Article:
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February 25, 2007

Baker-Hamilton building

Baker-Hamilton building: 601 Towsend St, San Francisco... the main Adobe building in San Francisco... I didn't know it was on the National Registry of Historic Places, until reading this PDF from the California Preservation Foundation. "The Baker & Hamilton building is the last remaining piece of an industrial and commercial complex important in the development of San Francisco and the West. The building was originally designed for the Pacific Hardware and Steel Company by architects Sutton & Weeks and constructed in 1904-1905. Completion of this building initiated the development of its surrounding neighborhood as a manufacturing warehouse district in San Francisco. The building survived the 1906 San Francisco earthquake without damage and narrowly avoided the resulting fire." More historic notes after the jump....

Even though Baker-Hamilton sits on flat ground near sea level, and is surrounded by the China Basin inlet, the old Mission Creek and lots of reclaimed land, the ground beneath the building itself is solid... the Baker-Hamilton building survived the 1906 earthquake (and fire), and was retrofitted further after it survived the 1989 Loma Prieta earthquake.

Those big wood pillars throughout the center of the building... those trees must have started growing in the 1700s, to reach such girth when harvested for use in the 1904 construction...!

A very old photo shows why there's railroad track in front of the building... the right side of the old photo goes west on Townsend and shows that what's now the front was originally a side, where equipment could be loaded directly from railcars. The left side of this photo looks south on 7th St and shows the original main entrance to the building. The King St. side held covered loading docks for truck deliveries.

The San Francisco library has a catalog from the Pacific Hardware and Steel Company, which merged with the Baker-Hamilton Company in the first half of the 20th century. Here are some butter churns sold out of this building; here are some files... other searches show people using Baker-Hamilton for fine knives, engines and ploughs.

Amazon lists "A century of hardware and steel,: Being the story of Baker & Hamilton, a business institution which has helped to write the history of California and the Pacific Coast", a 119-page book from 1949 by David Warren Ryder (who also wrote a 1939 book on Emperor Norton, of whom Malaclypse the Younger once said "Everybody understands Mickey Mouse. Few understand Hermann Hesse. Hardly anybody understands Einstein. And nobody understands Emperor Norton.").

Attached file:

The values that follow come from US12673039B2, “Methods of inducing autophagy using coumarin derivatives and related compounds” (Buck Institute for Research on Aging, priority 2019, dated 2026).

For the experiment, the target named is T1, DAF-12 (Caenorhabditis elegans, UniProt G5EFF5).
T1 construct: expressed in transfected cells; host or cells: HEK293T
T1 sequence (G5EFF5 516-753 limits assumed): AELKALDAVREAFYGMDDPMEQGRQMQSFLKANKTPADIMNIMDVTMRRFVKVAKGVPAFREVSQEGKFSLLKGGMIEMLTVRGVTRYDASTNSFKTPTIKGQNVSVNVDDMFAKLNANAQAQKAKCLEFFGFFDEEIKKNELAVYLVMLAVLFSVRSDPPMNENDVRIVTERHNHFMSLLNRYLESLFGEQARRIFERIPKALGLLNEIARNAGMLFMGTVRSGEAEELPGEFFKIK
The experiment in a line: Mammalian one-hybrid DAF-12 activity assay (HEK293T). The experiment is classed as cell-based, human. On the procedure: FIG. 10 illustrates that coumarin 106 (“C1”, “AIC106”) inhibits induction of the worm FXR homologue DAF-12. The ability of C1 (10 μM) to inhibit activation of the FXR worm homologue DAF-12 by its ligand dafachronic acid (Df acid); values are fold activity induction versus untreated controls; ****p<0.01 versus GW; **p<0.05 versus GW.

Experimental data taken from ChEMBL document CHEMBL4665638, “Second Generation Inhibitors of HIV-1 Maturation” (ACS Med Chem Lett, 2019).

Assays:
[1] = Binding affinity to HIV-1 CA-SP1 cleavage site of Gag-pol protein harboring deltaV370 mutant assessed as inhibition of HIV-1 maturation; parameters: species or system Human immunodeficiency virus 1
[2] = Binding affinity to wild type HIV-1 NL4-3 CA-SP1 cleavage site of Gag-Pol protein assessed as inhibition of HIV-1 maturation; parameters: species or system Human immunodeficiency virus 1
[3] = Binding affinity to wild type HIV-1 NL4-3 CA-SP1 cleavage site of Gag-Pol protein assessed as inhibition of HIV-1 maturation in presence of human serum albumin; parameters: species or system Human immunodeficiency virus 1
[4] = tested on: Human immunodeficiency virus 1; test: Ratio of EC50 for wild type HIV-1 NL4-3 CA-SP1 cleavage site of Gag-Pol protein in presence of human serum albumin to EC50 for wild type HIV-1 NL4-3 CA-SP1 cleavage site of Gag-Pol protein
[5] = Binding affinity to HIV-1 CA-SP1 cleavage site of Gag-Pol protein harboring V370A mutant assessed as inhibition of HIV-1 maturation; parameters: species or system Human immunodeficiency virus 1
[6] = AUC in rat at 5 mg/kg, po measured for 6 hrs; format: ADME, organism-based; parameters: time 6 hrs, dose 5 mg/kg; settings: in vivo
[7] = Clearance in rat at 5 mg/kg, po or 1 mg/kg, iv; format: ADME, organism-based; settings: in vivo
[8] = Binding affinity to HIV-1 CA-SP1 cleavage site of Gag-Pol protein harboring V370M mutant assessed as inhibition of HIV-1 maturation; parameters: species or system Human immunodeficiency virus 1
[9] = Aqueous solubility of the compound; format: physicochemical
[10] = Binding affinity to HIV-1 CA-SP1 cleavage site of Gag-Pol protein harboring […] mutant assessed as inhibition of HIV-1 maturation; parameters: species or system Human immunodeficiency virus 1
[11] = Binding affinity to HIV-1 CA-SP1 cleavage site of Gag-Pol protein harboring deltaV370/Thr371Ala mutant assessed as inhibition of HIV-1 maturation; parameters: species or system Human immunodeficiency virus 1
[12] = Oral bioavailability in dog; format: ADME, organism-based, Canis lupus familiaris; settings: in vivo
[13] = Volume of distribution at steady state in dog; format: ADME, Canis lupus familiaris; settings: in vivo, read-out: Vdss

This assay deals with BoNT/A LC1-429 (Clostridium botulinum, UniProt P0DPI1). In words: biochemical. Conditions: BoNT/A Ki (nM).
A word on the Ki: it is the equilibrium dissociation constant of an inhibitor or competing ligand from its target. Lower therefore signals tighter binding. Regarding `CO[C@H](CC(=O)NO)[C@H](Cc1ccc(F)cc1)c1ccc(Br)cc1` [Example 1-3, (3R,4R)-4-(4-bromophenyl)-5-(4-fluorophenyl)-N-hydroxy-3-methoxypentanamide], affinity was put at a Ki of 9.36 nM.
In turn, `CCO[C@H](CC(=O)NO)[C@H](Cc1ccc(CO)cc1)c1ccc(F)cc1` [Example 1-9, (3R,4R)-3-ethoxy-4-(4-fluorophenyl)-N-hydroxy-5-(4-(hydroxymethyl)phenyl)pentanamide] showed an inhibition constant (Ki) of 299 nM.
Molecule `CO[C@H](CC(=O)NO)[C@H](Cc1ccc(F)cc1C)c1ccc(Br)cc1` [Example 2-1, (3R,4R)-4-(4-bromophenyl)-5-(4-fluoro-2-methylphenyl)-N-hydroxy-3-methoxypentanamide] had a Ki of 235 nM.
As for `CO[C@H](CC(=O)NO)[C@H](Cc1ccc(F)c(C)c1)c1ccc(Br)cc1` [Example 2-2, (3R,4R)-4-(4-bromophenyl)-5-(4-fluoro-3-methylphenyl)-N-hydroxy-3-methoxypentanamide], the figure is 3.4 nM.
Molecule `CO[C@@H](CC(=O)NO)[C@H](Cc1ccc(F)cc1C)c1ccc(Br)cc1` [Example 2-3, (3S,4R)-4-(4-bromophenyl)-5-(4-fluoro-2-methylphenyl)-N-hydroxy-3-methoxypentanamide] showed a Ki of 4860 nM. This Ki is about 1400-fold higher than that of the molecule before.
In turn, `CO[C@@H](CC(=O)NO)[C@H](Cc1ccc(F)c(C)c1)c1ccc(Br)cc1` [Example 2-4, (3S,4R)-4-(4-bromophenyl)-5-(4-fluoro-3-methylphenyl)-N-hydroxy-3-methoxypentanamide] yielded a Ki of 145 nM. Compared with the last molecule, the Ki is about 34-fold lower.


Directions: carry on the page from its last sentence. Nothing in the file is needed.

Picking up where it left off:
This 1956 area map has some more recent overlays (PacBell Park, eg), but clearly shows the railroad understructure of the area. A homerun baseball could conceivably drift straight down from McCovey Cove to within a block of the building. The old Banana Triangle area was the main locus for banana distribution to the West... the United Fruit boats from Central America would be pulled into the Channel by tugs, then pulled backwards out again because there wasn't enough room to turn around. Del Monte didn't build their historic China Basin Building there until 1925.

Railway photos from the 1960s and 70s, showing clearly the 7th St. front of the building.

A photo in the 1990s showed how the building housed a number of different antique and curio shops.

Jen deHaan posted photos of the day Macromedia moved in, Jan 24 2005. Vera Fleischer took photos of different Macromedia buildings in the area.

An older profile of the Baker-Hamilton building is still available at The Internet Archive.

If you're in the area, then Anchor Brewing offers daily tours and is just a few blocks away... Henry's Hunan is on Brannan near 7th and has some of the best Chinese food around... Mars Bar is the traditional after-work joint. (People swear by the grilled cheese sandwiches at Suze's Cafe, but I haven't dared to brave it myself.)


The Baker-Hamilton building played a key role in hardware support for the western United States, connecting rail and sea with landlines, the Capital of the West with the world. The people of Baker-Hamilton didn't make things themselves so much as provide others with the practical means to do so. When railroads were the main distribution channel, this building helped technology producers to reach their audiences, bringing enabling technologies to all. It's a very appropriate heritage, that.

Posted by JohnDowdell at February 25, 2007 10:16 PM